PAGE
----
Cyclosporin Analogue Set

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BOC Sciences provides a diversity of metabolites fermented and separated from plants, bacteria, fungi, and other organisms. We have been committed to providing customers with high-quality cyclosporin and its analogues at the best price. In addition, we provide fermentation CDMO services to customize cyclosporin analogues to meet the needs of customers in the pharmaceutical and other industries.

What is Cyclosporine?

Cyclosporin is a non-ribosomal cyclic peptide composed of 11 normal and abnormal amino acids. It was first isolated and identified in 1971, and more than 30 structural analogues have been found successively. Cyclosporin A (CsA) is the first cyclosporin analogue approved by FDA as an anti-immune rejection drug, hydrophilic immunosuppressive active sites can be formed on the residues of amino acids 1, 2, 3 and 11. Initially isolated from the fungus Tolypocladium inflatum Gams, this compound gained widespread attention for its ability to modulate the immune system, making it an invaluable tool in various medical applications.

Cyclosporine Synthesis

CsA is produced through fungus fermentation processes. The molecule contains several unusual amino acids such as L-2-aminobutyric acid and D-alanine. In addition, the CsA molecule contains seven N-methylated peptide bonds. Biosynthesis of CsA is catalyzed by a specific polypeptide polyenzyme, Cyclosporin synthase. This enzyme catalyzes CsA synthesis from unmethylated precursor amino acids through a sulfur template mechanism. When these substrate amino acids bind to the enzyme in the form of thioesters, they are catalyzed by methyltransferases in Cyclosporin synthase for N-methylation reactions. The mechanism of Cyclosporin synthesis have been reported. It was proved that the SimG pathway in gene cluster was responsible for the synthesis of abnormal amino acid 2-butyl-4-methyl-threonine Bmt, and the racemase SimB was responsible for the conversion of L-alanine to D-alanine, and then the sequence addition and cycination of 11 substrates were mediated by SimA to produce CsA.

Synthesis mechanism and biological function of CyclosporinFig. 1 Synthesis mechanism and biological function of Cyclosporin (Yang, 2018)

At the heart of BOC Sciences' offerings is our expertise in fermentation processes that are integral to cyclosporine synthesis. Our state-of-the-art facilities and experienced team ensure the production of high-quality cyclosporine through meticulous fermentation, providing pharmaceutical manufacturers with a reliable source of this critical compound.

Cyclosporine Mechanism of Action

Cyclosporine falls within the class of calcineurin inhibitors, a category that includes other critical drugs like tacrolimus. Unlike broad-spectrum immunosuppressants, cyclosporine primarily targets T-lymphocytes, a subset of white blood cells crucial for orchestrating immune responses. Cyclosporin can selectively act on the initial stage of T lymphocyte activation and inhibit the interleukin 2 produced after the activation of helper T cells. By blocking the activation of T-lymphocytes, cyclosporine prevents the release of inflammatory mediators, effectively suppressing the immune response.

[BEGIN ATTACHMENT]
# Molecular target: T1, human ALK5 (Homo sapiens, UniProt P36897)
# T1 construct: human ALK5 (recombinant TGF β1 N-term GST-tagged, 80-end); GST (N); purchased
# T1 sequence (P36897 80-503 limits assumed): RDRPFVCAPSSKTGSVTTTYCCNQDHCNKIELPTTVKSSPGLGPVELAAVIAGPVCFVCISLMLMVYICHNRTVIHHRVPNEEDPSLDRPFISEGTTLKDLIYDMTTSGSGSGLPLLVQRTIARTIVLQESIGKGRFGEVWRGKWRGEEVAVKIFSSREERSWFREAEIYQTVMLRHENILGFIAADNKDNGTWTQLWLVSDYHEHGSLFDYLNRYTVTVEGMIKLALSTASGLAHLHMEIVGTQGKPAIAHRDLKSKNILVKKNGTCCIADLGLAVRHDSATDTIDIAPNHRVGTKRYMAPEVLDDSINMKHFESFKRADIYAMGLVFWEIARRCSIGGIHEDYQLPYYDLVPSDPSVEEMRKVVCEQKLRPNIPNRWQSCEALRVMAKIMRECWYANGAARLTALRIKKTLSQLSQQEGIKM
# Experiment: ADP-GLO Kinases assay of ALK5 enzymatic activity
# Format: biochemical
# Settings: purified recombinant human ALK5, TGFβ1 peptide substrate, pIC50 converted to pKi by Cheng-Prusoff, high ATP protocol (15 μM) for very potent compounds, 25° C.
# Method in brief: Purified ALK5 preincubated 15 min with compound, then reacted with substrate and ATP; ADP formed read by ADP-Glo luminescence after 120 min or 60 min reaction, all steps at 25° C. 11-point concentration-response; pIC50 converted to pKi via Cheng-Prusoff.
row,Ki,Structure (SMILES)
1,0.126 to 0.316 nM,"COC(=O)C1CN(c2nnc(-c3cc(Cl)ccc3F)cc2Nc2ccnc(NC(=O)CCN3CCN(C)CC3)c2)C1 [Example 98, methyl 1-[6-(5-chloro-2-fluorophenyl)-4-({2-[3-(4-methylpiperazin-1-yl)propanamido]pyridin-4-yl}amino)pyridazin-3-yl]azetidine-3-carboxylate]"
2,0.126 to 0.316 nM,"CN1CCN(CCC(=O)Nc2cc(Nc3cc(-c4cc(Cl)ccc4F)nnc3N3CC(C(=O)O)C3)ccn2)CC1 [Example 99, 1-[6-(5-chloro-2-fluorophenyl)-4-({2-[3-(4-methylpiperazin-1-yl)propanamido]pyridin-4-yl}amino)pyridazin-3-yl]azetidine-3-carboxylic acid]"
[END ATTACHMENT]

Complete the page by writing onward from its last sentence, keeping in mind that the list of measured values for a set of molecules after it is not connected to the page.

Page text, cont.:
This targeted approach is especially valuable in transplantation medicine, where the goal is to prevent the rejection of transplanted organs or tissues. Additionally, cyclosporine finds application in autoimmune diseases, where an overactive immune system mistakenly attacks healthy tissues.

Cyclosporine Toxicity

Cyclosporine is not without its potential side effects and toxicities. Potential toxicities include nephrotoxicity, neurotoxicity, and increased susceptibility to infections. BOC Sciences places a premium on quality assurance in our fermentation processes, recognizing the potential toxicity associated with cyclosporine. Rigorous monitoring and testing protocols are in place to ensure the highest purity of the compound, mitigating the risks of adverse effects. Our commitment to quality extends to every stage of the fermentation process, from raw materials to the final product.

What is Cyclosporine Used For?

The applications of cyclosporine are diverse, ranging from preventing organ rejection post-transplantation to managing autoimmune diseases. BOC Sciences, as a fermentation CDMO, takes pride in supporting pharmaceutical manufacturers across these applications.

  • Organ Transplantation: Cyclosporine plays a pivotal role in preventing organ rejection following transplantation. By suppressing the immune system, it allows the recipient's body to accept the transplanted organ without mounting an immune response.
  • Autoimmune Diseases: Cyclosporine is used to manage autoimmune disorders, including rheumatoid arthritis, psoriasis, and inflammatory bowel diseases. In these conditions, the immune system erroneously attacks the body's own tissues, and cyclosporine helps temper this hyperactive response.
  • Ophthalmology: Modified cyclosporine formulations find application in ophthalmology, particularly in the treatment of certain eye conditions such as dry eye disease.


  1. Yang, X., et al., Cyclosporine Biosynthesis in Tolypocladium inflatum Benefits Fungal Adaptation to the Environment., MBio, 2018, 9.

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